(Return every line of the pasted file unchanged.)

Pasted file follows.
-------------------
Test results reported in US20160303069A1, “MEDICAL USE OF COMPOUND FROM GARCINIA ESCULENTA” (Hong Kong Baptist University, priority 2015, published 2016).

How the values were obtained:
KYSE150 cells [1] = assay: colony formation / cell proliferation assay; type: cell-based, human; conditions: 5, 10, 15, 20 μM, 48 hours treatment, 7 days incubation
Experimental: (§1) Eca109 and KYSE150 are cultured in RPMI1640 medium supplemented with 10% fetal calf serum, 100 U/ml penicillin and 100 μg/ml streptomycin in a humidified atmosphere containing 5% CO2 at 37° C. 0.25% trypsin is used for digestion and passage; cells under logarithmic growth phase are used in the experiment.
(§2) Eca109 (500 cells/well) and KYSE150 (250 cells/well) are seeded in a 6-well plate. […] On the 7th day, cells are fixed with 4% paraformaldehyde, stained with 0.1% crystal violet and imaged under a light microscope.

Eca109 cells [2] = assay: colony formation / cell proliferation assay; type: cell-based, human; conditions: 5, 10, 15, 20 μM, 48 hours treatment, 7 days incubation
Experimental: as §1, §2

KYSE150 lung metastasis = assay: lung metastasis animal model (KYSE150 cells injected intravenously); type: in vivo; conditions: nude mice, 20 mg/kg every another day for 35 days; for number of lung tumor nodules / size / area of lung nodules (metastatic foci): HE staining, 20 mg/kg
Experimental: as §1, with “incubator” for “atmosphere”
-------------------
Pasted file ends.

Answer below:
Test results reported in US20160303069A1, “MEDICAL USE OF COMPOUND FROM GARCINIA ESCULENTA” (Hong Kong Baptist University, priority 2015, published 2016).

How the values were obtained:
KYSE150 cells [1] = assay: colony formation / cell proliferation assay; type: cell-based, human; conditions: 5, 10, 15, 20 μM, 48 hours treatment, 7 days incubation
Experimental: (§1) Eca109 and KYSE150 are cultured in RPMI1640 medium supplemented with 10% fetal calf serum, 100 U/ml penicillin and 100 μg/ml streptomycin in a humidified atmosphere containing 5% CO2 at 37° C. 0.25% trypsin is used for digestion and passage; cells under logarithmic growth phase are used in the experiment.
(§2) Eca109 (500 cells/well) and KYSE150 (250 cells/well) are seeded in a 6-well plate. […] On the 7th day, cells are fixed with 4% paraformaldehyde, stained with 0.1% crystal violet and imaged under a light microscope.

Eca109 cells [2] = assay: colony formation / cell proliferation assay; type: cell-based, human; conditions: 5, 10, 15, 20 μM, 48 hours treatment, 7 days incubation
Experimental: as §1, §2

KYSE150 lung metastasis = assay: lung metastasis animal model (KYSE150 cells injected intravenously); type: in vivo; conditions: nude mice, 20 mg/kg every another day for 35 days; for number of lung tumor nodules / size / area of lung nodules (metastatic foci): HE staining, 20 mg/kg
Experimental: as §1, with “incubator” for “atmosphere”